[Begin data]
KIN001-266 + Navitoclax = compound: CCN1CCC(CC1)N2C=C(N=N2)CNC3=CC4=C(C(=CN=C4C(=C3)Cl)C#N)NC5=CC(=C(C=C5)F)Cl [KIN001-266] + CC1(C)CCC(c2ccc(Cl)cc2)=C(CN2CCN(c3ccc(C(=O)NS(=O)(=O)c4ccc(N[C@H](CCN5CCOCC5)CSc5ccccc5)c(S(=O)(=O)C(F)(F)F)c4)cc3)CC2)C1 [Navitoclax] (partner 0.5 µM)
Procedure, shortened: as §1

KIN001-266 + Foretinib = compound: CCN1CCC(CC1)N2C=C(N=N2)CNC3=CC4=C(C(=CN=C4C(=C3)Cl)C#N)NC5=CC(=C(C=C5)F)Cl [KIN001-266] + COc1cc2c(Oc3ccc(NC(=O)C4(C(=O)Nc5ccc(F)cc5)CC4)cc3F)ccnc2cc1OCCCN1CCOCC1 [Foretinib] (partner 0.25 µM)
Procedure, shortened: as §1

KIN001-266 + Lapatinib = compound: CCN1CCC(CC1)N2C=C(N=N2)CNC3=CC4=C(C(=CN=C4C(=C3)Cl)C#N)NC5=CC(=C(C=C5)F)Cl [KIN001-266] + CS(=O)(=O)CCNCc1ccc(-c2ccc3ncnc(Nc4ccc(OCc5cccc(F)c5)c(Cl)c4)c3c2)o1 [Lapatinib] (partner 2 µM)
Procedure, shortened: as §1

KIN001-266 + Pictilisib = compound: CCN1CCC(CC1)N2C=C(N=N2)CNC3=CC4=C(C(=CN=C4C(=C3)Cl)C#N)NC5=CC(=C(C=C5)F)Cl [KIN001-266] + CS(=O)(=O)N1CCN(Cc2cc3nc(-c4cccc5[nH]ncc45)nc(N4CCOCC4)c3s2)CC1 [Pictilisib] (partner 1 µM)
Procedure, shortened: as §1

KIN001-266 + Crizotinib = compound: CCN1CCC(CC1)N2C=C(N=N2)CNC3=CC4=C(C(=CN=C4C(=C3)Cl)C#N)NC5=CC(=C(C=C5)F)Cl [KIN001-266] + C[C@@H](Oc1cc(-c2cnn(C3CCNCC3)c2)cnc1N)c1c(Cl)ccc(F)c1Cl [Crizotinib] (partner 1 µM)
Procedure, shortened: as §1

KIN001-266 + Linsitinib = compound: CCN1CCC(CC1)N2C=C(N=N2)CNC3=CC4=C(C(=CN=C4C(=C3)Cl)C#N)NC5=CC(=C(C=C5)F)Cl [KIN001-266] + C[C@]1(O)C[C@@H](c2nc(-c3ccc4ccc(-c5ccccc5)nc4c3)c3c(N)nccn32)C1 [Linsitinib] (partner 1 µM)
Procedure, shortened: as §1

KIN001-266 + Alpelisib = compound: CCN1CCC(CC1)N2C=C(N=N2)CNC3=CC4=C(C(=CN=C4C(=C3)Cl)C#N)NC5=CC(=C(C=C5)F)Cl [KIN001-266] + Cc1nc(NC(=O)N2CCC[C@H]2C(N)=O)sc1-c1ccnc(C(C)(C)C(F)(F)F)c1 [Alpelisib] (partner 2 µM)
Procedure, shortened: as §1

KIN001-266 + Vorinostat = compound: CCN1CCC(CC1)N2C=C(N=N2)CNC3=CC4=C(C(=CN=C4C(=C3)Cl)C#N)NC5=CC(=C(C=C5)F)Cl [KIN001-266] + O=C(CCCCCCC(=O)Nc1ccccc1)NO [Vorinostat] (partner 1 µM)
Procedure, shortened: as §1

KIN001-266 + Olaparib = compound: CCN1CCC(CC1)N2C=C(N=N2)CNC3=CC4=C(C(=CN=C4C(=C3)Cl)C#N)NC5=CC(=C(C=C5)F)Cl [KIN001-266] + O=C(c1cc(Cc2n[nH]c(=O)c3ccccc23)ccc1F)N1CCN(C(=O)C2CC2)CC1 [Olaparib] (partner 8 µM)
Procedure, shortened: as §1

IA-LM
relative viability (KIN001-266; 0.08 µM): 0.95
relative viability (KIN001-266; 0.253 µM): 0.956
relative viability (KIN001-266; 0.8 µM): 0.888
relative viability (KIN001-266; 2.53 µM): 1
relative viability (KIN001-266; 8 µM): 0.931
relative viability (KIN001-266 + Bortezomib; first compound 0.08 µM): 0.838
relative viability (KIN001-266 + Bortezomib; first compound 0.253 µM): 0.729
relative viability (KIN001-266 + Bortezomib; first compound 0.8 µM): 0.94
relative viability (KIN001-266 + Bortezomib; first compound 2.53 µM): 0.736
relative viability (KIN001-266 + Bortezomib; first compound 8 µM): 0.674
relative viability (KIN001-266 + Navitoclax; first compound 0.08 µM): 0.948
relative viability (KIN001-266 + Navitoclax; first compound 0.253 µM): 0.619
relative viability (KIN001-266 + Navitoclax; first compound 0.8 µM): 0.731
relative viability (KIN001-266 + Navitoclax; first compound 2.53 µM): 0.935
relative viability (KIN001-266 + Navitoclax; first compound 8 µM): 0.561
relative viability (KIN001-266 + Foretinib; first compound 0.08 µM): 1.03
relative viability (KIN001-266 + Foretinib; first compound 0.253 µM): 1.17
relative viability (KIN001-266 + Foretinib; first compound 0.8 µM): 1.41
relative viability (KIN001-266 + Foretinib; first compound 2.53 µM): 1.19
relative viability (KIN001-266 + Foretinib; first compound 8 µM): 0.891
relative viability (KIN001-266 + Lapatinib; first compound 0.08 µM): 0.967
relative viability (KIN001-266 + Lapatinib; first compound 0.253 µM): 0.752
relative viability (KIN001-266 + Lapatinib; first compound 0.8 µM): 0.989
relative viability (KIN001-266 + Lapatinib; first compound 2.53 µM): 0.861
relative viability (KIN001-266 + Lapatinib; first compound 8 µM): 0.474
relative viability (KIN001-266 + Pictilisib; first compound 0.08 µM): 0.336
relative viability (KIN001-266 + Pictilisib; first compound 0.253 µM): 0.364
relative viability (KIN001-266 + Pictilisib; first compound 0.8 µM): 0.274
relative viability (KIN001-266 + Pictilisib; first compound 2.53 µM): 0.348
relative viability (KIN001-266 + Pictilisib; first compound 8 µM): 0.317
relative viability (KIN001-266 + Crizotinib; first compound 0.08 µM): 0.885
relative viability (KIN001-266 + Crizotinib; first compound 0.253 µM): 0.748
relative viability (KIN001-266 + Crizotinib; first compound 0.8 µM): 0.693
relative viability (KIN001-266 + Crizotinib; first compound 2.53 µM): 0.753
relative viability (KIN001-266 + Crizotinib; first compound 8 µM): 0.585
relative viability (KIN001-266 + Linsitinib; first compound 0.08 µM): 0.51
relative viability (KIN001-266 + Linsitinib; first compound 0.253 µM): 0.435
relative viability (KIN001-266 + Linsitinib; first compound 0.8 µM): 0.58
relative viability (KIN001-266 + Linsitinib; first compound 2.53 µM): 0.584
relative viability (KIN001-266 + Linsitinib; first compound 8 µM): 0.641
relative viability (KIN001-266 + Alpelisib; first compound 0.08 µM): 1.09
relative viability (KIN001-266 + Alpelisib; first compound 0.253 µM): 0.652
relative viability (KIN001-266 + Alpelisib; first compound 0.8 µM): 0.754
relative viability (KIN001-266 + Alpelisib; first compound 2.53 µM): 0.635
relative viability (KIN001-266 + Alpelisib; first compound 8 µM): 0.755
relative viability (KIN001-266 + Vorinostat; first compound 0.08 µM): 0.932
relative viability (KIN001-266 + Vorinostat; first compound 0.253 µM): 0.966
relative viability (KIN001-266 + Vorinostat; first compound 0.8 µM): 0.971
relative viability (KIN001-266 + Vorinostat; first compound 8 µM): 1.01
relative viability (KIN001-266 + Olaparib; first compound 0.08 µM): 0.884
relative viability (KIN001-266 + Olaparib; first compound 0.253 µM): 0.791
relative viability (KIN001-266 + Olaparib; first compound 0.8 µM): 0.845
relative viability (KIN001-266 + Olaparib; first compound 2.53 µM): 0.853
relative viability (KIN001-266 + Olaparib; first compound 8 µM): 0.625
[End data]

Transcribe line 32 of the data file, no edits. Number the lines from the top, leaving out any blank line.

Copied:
relative viability (KIN001-266 + Navitoclax; first compound 0.8 µM): 0.731